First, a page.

Introducing Noah Wang | Student Blog

Wednesday, Sep 25, 2019
Noah Wang
Admissions Blog
Share on:
Noah onstage in a performance
Noah Wang, a fourth-year dancer, is a 2019-20 admissions blogger

When I came to Juilliard at the age of 18, I wanted nothing more than to become a good dancer.

To me, that meant precise technique and physical virtuosity. However, the vibrant, multi-faceted reality of Juilliard has shown me that while those things are necessary, they are not what make you a truly good artist. As I enter my senior year, I am redefining what it means to be good and do good in the world through my craft.

Being a good dancer and artist involves discipline, passion, emotional and physical intelligence, patience, and engagement with the community. Before Juilliard, I thought that good technique was more important than all other aspects of dance. Juilliard has taught me that technique exists to uplift dancers, along with everything else that makes us unique individuals, rather than to shame us for not fitting into the idealistic form of the body.

I also realized that the definition of the word "technique" is relative to the world and culture I am participating in. I was trained in classical ballet, so I judged what was "good" based only on one specific set of values. My three years here have exposed me to countless other schools of thought, where the values and priorities are organized differently. For example, while ballet values lightness, ease, and simplicity of line, a modern technique like Graham has an intrinsic weight to it, and often creates more complex curves in the body. I have found that in order to be good at both, I have to employ different mindsets and physical habits in each space.

Beyond all of my investment in the dance studios, Juilliard has also taught me lessons that I have taken into my personal, professional, and non-artistic life. Being a Diversity Advocate on campus, for example, has played a large role in my growth. I get the opportunity to plan educational programs, as well as facilitate conversations within the Dance Division and across division lines with other students, faculty, and staff. Diversity advocacy has encouraged me to use my own experiences, good and bad, to make Juilliard better for everyone, including those who will come after me.

Despite all this, I think the greatest force of good in my life at Juilliard is my peers. I learned within my first few years that I would not be able to sustain my body, mind, and spirit without a support system of friends. They are my source of joy, trust, stability, motivation and inspiration. My dance friends and I all share a common culture and understanding, while my friends in the music and drama divisions provide fresh perspectives, pushing me to think about art in new ways.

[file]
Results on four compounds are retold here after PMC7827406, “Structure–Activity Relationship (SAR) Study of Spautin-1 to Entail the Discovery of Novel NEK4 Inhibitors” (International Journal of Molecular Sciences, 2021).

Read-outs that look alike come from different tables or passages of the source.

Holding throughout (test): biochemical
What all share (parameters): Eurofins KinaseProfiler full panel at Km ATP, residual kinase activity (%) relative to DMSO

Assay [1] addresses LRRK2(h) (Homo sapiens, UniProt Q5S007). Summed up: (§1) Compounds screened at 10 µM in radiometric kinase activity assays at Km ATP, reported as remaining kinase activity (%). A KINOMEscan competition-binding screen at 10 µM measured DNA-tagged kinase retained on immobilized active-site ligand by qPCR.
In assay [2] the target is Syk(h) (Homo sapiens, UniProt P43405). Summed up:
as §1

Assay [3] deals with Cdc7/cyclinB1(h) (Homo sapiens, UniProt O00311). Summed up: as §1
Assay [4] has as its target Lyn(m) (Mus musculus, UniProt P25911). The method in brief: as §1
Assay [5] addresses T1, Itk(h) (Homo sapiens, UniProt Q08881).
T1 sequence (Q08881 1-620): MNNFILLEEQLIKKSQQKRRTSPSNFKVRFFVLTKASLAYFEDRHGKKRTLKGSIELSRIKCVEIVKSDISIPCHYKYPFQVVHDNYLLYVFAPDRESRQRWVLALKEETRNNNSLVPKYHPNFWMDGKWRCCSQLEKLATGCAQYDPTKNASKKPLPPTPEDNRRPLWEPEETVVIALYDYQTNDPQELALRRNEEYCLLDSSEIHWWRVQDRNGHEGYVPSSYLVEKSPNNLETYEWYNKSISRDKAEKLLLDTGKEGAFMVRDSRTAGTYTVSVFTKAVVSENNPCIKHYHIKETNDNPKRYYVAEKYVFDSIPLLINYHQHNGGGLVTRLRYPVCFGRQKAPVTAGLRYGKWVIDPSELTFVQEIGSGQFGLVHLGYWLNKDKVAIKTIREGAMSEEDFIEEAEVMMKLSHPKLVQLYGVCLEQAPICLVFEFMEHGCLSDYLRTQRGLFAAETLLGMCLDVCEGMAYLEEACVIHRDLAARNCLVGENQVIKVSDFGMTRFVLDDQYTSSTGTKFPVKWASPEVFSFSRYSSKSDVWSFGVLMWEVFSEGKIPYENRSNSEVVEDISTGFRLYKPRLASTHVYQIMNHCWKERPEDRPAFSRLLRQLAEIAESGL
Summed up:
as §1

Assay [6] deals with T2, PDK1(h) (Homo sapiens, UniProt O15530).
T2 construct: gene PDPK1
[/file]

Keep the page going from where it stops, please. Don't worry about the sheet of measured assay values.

Juilliard means many things to me. It is an institution of rigor, passion and grit that presents new challenges every day, so many that they can sometimes feel unachievable. But with each challenge comes a small victory, lesson, or epiphany that adds up to unimaginable amounts of personal and artistic growth. Juilliard is also a thriving community of people who are constantly teaching me new ways to put goodness out into the world.

There is no ideal or prescribed path through Juilliard. Who you are in every moment at this school is exactly who you are supposed to be, and it is because of our amazing, accepting, ever-evolving community that we are allowed to do this. And that is the ultimate gift of being here.

What is so important and magnificent about our complex identities is that they have led each of us on our own wild journeys from the moment we were born—some of us with more setbacks than others—to end up here, in the same room, with the same visceral passion to create and express through art. There is no ideal path to Juilliard, there is no ideal path through Juilliard, and there is no ideal path beyond Juilliard. Who you are in every moment at this school is exactly who you are supposed to be. And that is the ultimate gift of being here.

So yes, what we decide to do with our lives, and what we accomplish makes us colorful and productive beings, but we cannot approach our crafts as anyone other than our full, complex selves. We cannot leave behind everything that came before us.

Attend a student performance on campus.